How Do Healthcare Apps Work?
Technology is invading pretty much every aspect of life these days. This even includes our healthcare. Mobile apps exist that offer a range of medical uses. Some are as simple as calorie trackers to ensure you stay on your diet. Others are more complex, sending information to your doctor to help prevent health problems. Whatever they are used for, healthcare apps are becoming wildly popular.
Types of Apps
Healthcare apps are typically downloaded to a mobile phone or other type of device. They usually are designed for both Android and Apple systems. Apps are available for consumers (patients), doctors, and students. They can be a great tool, for example, if you are a mother who is going to school to become a nurse practitioner, you could use apps to help you diagnose your own children’s ailments, to learn more about medical topics you are studying in school, and then once on the job, to help you offer better patient care. Here are some different categories of apps.
Clinical reference apps are used by healthcare workers. They usually offer reference materials, such as drug interaction lists.
Diagnostic apps are also used by healthcare workers. They provide tools that allow a professional to diagnose certain conditions or assess a patient’s risk for a disease. There are also apps available for individuals that lets them enter symptoms to see what may be wrong.
Telehealth apps are used to monitor patients. They can gather information, such as brain activity and insulin levels.
Weight loss apps are used by individuals to monitor their eating and exercise habits. There are many different platforms, each offering different features for monitoring personal habits.
Medical store apps allow people to purchase medical devices and other items through the app with a tap of a button.
Using healthcare apps can be quite beneficial. They help doctors and other healthcare professionals to provide a higher level of care. They are better able to stay in contact with patients and monitor behavior and body functions. They can even enable healthcare workers to provide information to their patients.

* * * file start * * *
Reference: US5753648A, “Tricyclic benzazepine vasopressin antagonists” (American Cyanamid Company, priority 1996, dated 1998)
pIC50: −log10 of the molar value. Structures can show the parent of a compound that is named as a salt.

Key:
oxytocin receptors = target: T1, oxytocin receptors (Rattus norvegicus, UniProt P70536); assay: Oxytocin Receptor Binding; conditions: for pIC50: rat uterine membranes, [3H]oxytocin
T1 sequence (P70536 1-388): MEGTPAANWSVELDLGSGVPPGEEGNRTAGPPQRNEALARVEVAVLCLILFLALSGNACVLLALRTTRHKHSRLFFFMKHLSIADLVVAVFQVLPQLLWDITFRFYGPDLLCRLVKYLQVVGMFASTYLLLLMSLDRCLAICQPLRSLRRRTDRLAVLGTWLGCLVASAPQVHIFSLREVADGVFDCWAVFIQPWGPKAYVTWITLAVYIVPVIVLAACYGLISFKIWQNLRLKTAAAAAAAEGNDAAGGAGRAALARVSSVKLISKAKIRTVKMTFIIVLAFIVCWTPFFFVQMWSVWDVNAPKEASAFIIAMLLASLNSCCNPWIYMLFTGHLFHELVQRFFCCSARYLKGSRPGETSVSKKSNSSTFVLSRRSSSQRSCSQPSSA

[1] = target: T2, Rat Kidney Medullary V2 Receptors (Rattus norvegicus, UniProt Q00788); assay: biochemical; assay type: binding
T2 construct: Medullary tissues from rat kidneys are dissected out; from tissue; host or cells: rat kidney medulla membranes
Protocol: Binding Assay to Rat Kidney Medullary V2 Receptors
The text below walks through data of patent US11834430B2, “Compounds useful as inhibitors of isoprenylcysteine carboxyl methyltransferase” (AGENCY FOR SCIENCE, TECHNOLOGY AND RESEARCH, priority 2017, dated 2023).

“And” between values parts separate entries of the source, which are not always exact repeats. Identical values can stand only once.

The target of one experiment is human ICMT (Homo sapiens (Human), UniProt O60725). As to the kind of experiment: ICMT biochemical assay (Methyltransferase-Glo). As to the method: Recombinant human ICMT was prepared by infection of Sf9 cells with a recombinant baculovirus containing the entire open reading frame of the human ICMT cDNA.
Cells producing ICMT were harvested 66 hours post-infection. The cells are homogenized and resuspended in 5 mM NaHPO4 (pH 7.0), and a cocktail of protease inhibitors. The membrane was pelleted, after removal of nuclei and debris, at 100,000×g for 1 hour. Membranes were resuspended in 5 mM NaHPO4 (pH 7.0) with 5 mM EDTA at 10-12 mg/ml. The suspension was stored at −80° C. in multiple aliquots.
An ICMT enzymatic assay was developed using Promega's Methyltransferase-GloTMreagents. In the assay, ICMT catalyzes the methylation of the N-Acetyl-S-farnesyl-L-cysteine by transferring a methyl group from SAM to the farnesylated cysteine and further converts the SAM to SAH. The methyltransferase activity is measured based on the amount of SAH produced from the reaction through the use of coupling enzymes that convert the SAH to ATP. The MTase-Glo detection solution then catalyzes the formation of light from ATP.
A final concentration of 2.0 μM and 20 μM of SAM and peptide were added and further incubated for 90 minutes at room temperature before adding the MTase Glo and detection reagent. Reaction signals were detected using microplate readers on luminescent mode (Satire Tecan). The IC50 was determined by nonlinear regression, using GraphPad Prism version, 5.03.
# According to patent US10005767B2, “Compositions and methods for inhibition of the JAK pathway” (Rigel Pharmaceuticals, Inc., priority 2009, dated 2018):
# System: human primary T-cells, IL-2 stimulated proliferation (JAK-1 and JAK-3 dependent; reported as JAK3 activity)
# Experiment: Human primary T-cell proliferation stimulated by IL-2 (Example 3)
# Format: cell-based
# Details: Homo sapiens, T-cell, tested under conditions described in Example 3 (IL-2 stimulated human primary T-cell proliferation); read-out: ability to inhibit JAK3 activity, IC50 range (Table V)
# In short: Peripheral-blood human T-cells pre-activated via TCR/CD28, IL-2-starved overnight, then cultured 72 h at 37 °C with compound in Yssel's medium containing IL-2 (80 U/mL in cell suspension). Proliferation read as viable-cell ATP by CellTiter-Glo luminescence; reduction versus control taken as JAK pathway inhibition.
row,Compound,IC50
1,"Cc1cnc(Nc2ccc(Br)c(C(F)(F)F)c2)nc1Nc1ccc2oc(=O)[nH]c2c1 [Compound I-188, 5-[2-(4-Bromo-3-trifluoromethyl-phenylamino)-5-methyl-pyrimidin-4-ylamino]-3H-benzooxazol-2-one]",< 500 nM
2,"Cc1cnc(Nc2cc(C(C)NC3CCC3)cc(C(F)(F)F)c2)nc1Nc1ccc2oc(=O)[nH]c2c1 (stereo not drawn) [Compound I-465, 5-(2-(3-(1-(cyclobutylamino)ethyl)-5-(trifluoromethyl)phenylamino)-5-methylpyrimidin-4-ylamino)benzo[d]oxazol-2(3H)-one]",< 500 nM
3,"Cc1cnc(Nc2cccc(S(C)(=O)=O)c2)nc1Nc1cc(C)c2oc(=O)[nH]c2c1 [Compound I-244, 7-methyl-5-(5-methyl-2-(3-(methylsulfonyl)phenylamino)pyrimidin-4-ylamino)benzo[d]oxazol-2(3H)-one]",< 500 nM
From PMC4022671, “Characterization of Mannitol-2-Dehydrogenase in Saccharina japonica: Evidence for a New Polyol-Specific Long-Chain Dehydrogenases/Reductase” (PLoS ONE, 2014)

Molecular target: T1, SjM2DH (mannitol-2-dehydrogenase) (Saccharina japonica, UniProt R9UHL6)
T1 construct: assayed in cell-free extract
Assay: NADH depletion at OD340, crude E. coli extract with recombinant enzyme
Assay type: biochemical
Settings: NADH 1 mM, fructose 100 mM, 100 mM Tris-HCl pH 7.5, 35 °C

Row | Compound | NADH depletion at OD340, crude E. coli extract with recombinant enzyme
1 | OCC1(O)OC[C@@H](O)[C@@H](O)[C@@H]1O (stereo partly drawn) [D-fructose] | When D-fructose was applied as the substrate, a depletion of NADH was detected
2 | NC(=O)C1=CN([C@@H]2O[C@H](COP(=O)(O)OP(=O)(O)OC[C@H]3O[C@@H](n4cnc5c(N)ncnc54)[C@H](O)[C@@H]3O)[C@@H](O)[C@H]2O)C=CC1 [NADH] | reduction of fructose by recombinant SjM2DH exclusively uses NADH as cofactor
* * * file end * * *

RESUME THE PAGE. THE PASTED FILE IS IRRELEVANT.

For the individual, the apps give access to a whole wealth of information. They allow people to stay on top of their own health and manage their healthcare much more easily. Apps can also help people be more independent. For example, a person with diabetes could use an app to help them monitor and adjust their insulin levels.
While most apps for consumers provide nothing more than information, new apps are being developed all the time to help people take a bigger role in their own healthcare. Even apps for healthcare professionals are advancing, providing access to real-time monitoring and high resolution imaging. Professionals in the field, such as those at GW, are recognizing that these apps are proving to be very valuable, and the future looks nothing but bright.
Whether you use healthcare apps right now or you are just being introduced to them, chances are at some point, you will use an app to help you manage your healthcare or research a health topic. These apps are great for a variety of uses, and it looks like there’s only going to be more advanced apps in the near future.